|by Jason Steele|
When other frequent travelers hear that I live in Denver, they presume I must be a frequent traveler with United. The truth is that I once was, but I no longer am. It was both their reputation for poor service, as well as my personal experiences that caused me to swear off the airline and their frequent flier program.
Their Latest Offer, 40,000 Miles
Now, United has been offering 30,000 miles or even 40,000 miles as a sign up bonus for it’s rewards card. It appears that the 40,000 miles card is a targeted offer. You get 20,000 as a sign up bonus when you spend $750 dollars, and another 20,000 on your first anniversary. The annual fee of $60 is waived your first year.
Will United Last Another Year?
Mark Ashley, over at the Upgrade Travel Better blog, mentioned back in September that United has purchased oil futures, known as hedging, when oil was at it’s highest point. His conclusion is that United has been raising fees as oil prices have been plummeting in order to cover up it’s bad bets on the market and shift its losses to its customers. Now, travel expert Peter Greenberg suggests that United is loosing money so quickly, it might not last much longer.
Ashley agrees, and suggests it is time to get rid of empty your MileagePlus account immediately. His suggestion is to book reward travel on United’s partners, who would almost certainly honor reservations that have already been ticketed.
Even If They Survive, Is It Worth It?
Their program is being seriously devalued at the start of next year, with fees and “award co-pays” rising almost as fast as I can write about them. Here is an article in the Consumerist about a lifelong fan of the once great airline. He documents his struggle to use an award ticket. Ultimately, the fees charged exceeded the value of the “award,” and he, like myself, has committed to never flying them again.
If you are unlucky enough to fly with them, here you can expect flight attendants who rudely refuse to assist passengers or worse. In my final experience flying on United, my wife and I were lied to repeatedly and treated like second class passengers because we were traveling on award tickets. It was an eternal struggle just to get them to seat my wife and I together, and this was the service we received from their international business class!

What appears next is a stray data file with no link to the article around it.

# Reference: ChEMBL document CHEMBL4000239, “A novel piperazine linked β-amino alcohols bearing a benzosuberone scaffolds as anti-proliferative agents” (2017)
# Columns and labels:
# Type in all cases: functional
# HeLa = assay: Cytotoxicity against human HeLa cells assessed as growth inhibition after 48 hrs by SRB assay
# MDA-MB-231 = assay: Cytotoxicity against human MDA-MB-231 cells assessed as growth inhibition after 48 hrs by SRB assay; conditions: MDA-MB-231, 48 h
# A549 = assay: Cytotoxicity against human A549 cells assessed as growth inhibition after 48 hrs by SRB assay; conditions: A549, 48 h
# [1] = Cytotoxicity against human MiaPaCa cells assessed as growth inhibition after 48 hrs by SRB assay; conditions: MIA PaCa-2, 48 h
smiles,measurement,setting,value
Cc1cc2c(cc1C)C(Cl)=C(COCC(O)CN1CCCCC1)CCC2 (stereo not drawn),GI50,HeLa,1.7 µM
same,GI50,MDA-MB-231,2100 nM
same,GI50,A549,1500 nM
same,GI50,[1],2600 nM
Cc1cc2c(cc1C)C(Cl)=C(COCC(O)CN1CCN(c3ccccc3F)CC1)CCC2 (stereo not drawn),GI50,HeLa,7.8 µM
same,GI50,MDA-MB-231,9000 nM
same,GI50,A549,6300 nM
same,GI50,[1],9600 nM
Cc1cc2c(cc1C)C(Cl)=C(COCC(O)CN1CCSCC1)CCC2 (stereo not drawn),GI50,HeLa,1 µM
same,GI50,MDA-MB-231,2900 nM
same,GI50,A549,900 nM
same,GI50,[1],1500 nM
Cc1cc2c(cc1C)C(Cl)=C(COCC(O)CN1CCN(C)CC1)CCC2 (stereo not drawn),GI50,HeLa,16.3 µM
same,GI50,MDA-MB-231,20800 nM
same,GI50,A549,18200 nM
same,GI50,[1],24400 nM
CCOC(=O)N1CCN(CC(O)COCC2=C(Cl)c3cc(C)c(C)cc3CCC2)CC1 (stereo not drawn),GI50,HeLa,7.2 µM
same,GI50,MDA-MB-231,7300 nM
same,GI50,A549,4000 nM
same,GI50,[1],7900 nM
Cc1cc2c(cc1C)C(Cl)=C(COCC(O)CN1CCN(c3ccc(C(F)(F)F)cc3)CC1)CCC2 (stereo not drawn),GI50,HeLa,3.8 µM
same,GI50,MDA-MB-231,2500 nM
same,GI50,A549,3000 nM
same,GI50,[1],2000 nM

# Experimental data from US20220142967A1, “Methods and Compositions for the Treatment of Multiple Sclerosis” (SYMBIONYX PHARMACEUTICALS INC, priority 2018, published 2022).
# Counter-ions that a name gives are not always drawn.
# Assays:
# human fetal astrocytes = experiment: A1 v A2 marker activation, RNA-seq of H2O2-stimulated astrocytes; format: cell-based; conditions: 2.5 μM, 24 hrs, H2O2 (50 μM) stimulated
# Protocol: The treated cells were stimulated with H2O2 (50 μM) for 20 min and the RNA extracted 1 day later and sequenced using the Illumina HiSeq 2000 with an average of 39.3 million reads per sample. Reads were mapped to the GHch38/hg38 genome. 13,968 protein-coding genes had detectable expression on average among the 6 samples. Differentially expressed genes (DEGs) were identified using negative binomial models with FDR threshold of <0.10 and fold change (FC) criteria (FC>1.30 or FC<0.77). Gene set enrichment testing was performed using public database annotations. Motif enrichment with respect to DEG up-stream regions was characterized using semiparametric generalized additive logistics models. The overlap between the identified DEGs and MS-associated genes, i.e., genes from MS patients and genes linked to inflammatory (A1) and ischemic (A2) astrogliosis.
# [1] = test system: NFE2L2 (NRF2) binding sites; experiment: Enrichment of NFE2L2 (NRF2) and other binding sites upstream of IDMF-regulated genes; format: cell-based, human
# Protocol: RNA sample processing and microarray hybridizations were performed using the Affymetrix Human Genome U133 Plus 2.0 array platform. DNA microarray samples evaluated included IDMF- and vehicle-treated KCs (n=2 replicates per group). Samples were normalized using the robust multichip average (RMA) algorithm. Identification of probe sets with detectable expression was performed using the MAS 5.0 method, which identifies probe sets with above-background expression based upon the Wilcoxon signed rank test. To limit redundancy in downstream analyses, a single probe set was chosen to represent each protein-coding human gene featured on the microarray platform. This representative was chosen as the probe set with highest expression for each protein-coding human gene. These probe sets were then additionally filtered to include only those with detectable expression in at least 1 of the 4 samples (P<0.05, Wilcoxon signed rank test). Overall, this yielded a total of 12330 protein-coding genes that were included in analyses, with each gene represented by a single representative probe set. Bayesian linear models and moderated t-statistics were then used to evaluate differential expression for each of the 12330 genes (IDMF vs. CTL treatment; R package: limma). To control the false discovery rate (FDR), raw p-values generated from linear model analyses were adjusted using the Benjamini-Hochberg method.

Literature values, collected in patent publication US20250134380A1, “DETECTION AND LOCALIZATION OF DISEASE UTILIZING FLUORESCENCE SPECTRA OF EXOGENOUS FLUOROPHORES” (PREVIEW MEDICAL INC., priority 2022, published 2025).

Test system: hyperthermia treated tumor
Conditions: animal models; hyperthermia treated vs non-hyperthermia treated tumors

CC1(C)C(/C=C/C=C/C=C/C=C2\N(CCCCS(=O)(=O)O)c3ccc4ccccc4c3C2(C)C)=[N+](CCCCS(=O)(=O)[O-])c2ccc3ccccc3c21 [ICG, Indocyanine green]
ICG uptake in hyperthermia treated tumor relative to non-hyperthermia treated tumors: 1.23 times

My Latest Attempt To Use My Remaining Miles Fails
With 14,000 miles left in my account, I attempted to find an award, any award that can be redeemed for some value. The best award I could find, was a two day free car rental at National. I found this award page that showed four different rental companies that I could redeem an award for. I first made my reservation at National, but there was no award code listed on the web page. I wanted the code for the reservation before I confirmed the award, as all rentals aren’t eligible, and United’s web page makes clear that once the award is redeemed, it cannot be returned.
I called United and was eventually given some code that the people at National had never heard of. By the way, I love calling United. First the automated system asks you for you MileagePlus number, then you speak with a person. The first thing the person always asks for is, surprise, your MileagePlus number! I always tell them that the number is the same one I just entered, but they persist.
I called United back again, explained the situation, and was given a completely different explanation. They told me that the award is redeemed after the rental and then a refund is given. Finally, I decided to just redeem the award and try get rid of my miles while I still could. Only then was I informed that this offer was only available to elite members, something that their “customer service” people wouldn’t tell me no matter how many times I gave them my non-elite MileagePlus number.
There are many reward travel cards offered by many airlines. When choosing a card, you are making an investment in both the continued survival of the airline, as well as in the value of the award you hope to receive. When the airlines service is so remarkably poor, and their survival is in doubt, it is time to cash in your miles and find a new reward card.
Editor’s Note: – Even if you fly United, you can still earn frequent flier miles that are part of the Star Alliance program. For this reason, (if you fly United), you would inevitably better off getting a card like the Starwood Preferred Guest or allows you to transfer miles one on one for most airlines to other Star Alliance Partners.